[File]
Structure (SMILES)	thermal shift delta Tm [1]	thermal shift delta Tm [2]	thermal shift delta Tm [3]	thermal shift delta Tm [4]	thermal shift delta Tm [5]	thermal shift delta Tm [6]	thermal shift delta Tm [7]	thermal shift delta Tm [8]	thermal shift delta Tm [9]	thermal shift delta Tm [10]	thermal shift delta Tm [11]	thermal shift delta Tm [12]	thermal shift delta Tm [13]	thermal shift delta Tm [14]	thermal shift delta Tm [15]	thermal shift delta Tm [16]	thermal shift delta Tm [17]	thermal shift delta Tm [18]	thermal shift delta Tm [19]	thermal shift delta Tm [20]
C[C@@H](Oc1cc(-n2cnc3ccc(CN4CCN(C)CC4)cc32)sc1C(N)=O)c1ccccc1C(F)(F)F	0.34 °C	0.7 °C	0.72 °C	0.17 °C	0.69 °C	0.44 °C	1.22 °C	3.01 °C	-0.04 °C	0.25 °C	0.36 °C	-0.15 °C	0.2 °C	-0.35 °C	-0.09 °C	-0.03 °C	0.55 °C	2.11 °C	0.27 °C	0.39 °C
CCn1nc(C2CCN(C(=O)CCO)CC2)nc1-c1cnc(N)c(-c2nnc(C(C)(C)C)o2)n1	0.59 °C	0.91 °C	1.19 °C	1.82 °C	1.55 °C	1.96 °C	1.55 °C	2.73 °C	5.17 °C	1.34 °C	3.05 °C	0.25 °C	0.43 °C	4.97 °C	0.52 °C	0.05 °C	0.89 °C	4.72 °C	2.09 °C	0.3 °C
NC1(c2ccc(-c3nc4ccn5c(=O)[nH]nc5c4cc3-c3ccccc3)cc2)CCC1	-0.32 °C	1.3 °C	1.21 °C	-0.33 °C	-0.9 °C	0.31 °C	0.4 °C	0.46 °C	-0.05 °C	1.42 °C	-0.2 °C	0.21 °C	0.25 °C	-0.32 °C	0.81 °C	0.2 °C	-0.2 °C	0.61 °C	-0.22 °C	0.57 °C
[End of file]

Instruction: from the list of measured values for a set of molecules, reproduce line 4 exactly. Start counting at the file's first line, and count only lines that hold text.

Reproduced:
NC1(c2ccc(-c3nc4ccn5c(=O)[nH]nc5c4cc3-c3ccccc3)cc2)CCC1	-0.32 °C	1.3 °C	1.21 °C	-0.33 °C	-0.9 °C	0.31 °C	0.4 °C	0.46 °C	-0.05 °C	1.42 °C	-0.2 °C	0.21 °C	0.25 °C	-0.32 °C	0.81 °C	0.2 °C	-0.2 °C	0.61 °C	-0.22 °C	0.57 °C